The Slatest

Florida Governor Declares State of Emergency For Richard Spencer Speech

White nationalist Richard Spencer and his supporters clash with police after the “Unite the Right” rally was declared unlawful on Aug. 12 in Charlottesville, Virginia.

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Florida Gov. Rick Scott declared a state of emergency in preparation for a speech by white nationalist Richard Spencer planned for Thursday at the University of Florida.

The order allows state, county, and local agencies to coordinate their resources more quickly and freely before and during the rally in Gainesville and activates the Florida National Guard.

In his executive order, Scott cited protests of planned speeches by Spencer, including ones in Alabama, Texas, and Virginia. Spencer participated in a white supremacist rally in Charlottesville, Virginia, that resulted in a violent clash with counterprotesters and the death of one woman. “I find that a threat of emergency is imminent,” Scott wrote in the executive order. Both protests and counterprotests are expected.


“[We] have zero tolerance for violence and public safety is always our number one priority,” Scott said in a press release. “This executive order is an additional step to ensure that the University of Florida and the entire community is prepared so everyone can stay safe.”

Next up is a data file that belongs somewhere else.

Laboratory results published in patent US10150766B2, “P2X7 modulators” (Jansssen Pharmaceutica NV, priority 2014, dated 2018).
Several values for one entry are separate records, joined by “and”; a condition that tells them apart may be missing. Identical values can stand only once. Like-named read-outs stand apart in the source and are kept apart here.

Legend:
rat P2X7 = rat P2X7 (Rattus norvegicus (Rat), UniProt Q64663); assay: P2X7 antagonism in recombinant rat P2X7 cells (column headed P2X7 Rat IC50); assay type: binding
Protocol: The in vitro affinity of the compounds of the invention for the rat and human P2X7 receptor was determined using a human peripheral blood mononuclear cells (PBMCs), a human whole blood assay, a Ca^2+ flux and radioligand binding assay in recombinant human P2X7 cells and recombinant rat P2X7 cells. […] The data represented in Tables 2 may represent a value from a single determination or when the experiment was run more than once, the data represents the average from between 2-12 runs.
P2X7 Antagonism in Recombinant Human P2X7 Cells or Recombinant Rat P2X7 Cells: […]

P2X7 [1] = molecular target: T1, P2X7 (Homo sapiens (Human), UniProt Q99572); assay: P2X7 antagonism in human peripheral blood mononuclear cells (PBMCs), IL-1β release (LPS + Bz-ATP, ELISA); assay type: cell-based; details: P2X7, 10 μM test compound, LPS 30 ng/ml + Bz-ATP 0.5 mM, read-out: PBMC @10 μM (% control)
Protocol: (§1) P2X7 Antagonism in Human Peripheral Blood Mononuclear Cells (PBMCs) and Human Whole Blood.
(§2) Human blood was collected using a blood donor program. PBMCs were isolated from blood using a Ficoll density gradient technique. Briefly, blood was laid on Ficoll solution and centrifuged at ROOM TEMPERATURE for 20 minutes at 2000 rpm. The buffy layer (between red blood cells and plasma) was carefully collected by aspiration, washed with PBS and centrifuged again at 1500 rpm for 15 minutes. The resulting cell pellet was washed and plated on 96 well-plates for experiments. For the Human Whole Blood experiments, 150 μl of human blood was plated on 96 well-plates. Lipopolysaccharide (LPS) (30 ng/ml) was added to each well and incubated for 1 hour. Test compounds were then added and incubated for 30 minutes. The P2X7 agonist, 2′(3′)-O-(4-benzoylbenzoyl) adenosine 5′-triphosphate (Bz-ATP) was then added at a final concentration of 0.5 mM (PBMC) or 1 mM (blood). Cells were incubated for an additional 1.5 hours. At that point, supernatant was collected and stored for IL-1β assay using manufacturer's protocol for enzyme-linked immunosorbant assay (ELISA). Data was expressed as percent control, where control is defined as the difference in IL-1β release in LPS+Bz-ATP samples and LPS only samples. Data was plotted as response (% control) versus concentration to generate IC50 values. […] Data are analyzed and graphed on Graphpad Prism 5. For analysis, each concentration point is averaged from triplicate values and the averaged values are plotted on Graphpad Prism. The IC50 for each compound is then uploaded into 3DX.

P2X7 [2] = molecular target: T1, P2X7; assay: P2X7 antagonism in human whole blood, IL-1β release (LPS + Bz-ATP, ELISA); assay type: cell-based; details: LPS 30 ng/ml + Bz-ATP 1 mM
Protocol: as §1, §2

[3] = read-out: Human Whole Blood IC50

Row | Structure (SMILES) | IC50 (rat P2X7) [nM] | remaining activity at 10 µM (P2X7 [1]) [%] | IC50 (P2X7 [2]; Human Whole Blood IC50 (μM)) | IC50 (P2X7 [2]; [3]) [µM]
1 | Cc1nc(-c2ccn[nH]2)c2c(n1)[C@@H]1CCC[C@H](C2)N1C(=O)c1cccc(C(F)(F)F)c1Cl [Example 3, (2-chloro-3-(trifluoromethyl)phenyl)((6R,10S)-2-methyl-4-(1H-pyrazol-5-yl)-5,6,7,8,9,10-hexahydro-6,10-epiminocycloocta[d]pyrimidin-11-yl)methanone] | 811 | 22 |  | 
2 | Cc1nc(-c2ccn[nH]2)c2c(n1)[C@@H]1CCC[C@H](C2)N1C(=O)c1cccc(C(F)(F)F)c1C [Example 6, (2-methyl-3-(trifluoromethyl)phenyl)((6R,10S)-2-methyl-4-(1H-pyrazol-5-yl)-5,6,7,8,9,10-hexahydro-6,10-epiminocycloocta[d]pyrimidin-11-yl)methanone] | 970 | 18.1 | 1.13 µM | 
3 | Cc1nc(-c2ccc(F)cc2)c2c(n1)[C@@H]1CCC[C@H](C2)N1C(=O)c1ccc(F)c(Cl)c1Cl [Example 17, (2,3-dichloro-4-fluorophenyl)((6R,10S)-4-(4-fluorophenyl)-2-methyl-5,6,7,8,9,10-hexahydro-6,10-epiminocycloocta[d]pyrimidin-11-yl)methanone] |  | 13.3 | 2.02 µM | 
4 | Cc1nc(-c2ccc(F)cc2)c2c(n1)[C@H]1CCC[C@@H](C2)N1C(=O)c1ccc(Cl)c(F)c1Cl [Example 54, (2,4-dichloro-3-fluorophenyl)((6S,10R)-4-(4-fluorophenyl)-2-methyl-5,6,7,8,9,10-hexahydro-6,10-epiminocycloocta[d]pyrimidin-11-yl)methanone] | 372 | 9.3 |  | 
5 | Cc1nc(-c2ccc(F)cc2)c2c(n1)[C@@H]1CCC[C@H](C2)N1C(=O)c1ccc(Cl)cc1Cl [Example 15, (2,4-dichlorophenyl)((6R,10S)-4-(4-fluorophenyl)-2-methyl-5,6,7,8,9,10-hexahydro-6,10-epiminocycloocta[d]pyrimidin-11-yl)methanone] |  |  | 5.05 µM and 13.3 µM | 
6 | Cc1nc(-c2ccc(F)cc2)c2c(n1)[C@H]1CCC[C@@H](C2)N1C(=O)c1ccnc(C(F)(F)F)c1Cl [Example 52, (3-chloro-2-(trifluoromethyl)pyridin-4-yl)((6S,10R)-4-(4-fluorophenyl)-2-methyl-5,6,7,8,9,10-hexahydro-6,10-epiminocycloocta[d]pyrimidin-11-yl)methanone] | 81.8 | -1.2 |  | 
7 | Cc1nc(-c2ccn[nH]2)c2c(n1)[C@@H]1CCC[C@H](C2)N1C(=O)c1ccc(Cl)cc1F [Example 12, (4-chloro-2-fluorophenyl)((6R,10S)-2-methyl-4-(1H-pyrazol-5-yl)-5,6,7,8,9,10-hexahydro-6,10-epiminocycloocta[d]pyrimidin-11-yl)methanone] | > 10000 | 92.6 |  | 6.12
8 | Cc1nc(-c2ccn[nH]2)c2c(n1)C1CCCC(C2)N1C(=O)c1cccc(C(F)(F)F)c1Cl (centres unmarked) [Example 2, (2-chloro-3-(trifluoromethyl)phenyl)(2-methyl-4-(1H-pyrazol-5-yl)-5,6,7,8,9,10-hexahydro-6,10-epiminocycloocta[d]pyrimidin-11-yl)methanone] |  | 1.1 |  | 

Spencer told the Orlando Sentinel the declaration was “flattering” but “most likely overkill.”  He did tell the Sentinel he was worried the emergency declaration could be used to shut down his speech, as a state of emergency was also declared in Virginia before Spencer could speak. “That was basically a means for suppressing the rally,” he said.

Spencer, a proud white nationalist and the president of the National Policy Institute, has long been a loud proponent of a white ethno-state. He argues diversity is an existential threat to the United States, and he has been a prominent leader and spokesperson for white nationalists during the increasingly bold demonstrations from the alt-right.


The University of Florida initially attempted to block Spencer and the National Policy Institute from speaking on campus by citing the violence in Charlottesville when he tried to speak in September. But Spencer and his group threatened to sue over First Amendment violations, and the school backed down when he renewed his request. The Thursday event will cost the university $500,000 in security.

After Spencer succeeded in rescheduling his event, University of Florida President Kent Fuchs emailed students urging them to stay away from the speech, as Spencer only wanted “to provoke a reaction,” and to speak out against his message of “hate and racism.”